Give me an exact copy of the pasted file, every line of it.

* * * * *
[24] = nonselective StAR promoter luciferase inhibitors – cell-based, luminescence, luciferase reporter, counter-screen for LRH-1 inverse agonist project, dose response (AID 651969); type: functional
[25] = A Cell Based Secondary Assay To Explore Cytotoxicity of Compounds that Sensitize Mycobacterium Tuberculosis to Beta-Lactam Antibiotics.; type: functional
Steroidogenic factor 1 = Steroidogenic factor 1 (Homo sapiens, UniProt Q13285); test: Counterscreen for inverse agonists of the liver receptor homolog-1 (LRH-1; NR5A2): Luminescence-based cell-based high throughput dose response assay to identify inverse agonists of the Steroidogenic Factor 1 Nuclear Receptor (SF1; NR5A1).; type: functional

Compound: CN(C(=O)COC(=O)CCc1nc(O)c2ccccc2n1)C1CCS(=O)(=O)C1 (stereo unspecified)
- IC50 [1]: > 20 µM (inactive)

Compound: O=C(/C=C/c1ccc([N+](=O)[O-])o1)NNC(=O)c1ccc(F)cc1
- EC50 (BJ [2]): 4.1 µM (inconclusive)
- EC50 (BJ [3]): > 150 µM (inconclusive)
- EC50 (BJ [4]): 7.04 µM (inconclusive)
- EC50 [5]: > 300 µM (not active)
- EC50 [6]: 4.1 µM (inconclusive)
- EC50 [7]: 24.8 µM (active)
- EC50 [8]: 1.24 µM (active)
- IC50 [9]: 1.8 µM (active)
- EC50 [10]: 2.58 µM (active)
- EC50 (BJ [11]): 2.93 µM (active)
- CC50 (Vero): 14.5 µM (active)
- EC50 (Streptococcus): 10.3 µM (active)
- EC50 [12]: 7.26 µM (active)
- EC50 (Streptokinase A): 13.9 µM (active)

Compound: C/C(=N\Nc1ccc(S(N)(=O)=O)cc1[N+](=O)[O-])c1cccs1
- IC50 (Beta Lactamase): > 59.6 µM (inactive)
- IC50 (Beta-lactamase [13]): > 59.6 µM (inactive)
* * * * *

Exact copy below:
[24] = nonselective StAR promoter luciferase inhibitors – cell-based, luminescence, luciferase reporter, counter-screen for LRH-1 inverse agonist project, dose response (AID 651969); type: functional
[25] = A Cell Based Secondary Assay To Explore Cytotoxicity of Compounds that Sensitize Mycobacterium Tuberculosis to Beta-Lactam Antibiotics.; type: functional
Steroidogenic factor 1 = Steroidogenic factor 1 (Homo sapiens, UniProt Q13285); test: Counterscreen for inverse agonists of the liver receptor homolog-1 (LRH-1; NR5A2): Luminescence-based cell-based high throughput dose response assay to identify inverse agonists of the Steroidogenic Factor 1 Nuclear Receptor (SF1; NR5A1).; type: functional

Compound: CN(C(=O)COC(=O)CCc1nc(O)c2ccccc2n1)C1CCS(=O)(=O)C1 (stereo unspecified)
- IC50 [1]: > 20 µM (inactive)

Compound: O=C(/C=C/c1ccc([N+](=O)[O-])o1)NNC(=O)c1ccc(F)cc1
- EC50 (BJ [2]): 4.1 µM (inconclusive)
- EC50 (BJ [3]): > 150 µM (inconclusive)
- EC50 (BJ [4]): 7.04 µM (inconclusive)
- EC50 [5]: > 300 µM (not active)
- EC50 [6]: 4.1 µM (inconclusive)
- EC50 [7]: 24.8 µM (active)
- EC50 [8]: 1.24 µM (active)
- IC50 [9]: 1.8 µM (active)
- EC50 [10]: 2.58 µM (active)
- EC50 (BJ [11]): 2.93 µM (active)
- CC50 (Vero): 14.5 µM (active)
- EC50 (Streptococcus): 10.3 µM (active)
- EC50 [12]: 7.26 µM (active)
- EC50 (Streptokinase A): 13.9 µM (active)

Compound: C/C(=N\Nc1ccc(S(N)(=O)=O)cc1[N+](=O)[O-])c1cccs1
- IC50 (Beta Lactamase): > 59.6 µM (inactive)
- IC50 (Beta-lactamase [13]): > 59.6 µM (inactive)